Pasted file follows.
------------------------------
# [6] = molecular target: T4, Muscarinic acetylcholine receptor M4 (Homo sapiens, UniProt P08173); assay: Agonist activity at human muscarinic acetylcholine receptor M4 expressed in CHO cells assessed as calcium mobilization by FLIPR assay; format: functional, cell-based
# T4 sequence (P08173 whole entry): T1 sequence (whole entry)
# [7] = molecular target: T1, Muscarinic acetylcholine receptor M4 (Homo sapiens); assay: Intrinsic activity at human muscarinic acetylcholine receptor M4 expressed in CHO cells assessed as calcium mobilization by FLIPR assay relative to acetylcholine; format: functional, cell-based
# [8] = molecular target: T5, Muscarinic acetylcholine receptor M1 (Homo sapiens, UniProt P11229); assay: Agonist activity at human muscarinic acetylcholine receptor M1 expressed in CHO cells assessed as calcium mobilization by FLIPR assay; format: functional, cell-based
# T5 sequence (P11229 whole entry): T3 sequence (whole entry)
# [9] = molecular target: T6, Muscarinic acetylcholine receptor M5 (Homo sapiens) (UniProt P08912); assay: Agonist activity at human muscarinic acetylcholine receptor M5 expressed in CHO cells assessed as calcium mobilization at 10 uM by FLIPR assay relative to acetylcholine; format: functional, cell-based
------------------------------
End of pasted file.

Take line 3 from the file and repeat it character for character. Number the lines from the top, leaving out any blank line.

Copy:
# [7] = molecular target: T1, Muscarinic acetylcholine receptor M4 (Homo sapiens); assay: Intrinsic activity at human muscarinic acetylcholine receptor M4 expressed in CHO cells assessed as calcium mobilization by FLIPR assay relative to acetylcholine; format: functional, cell-based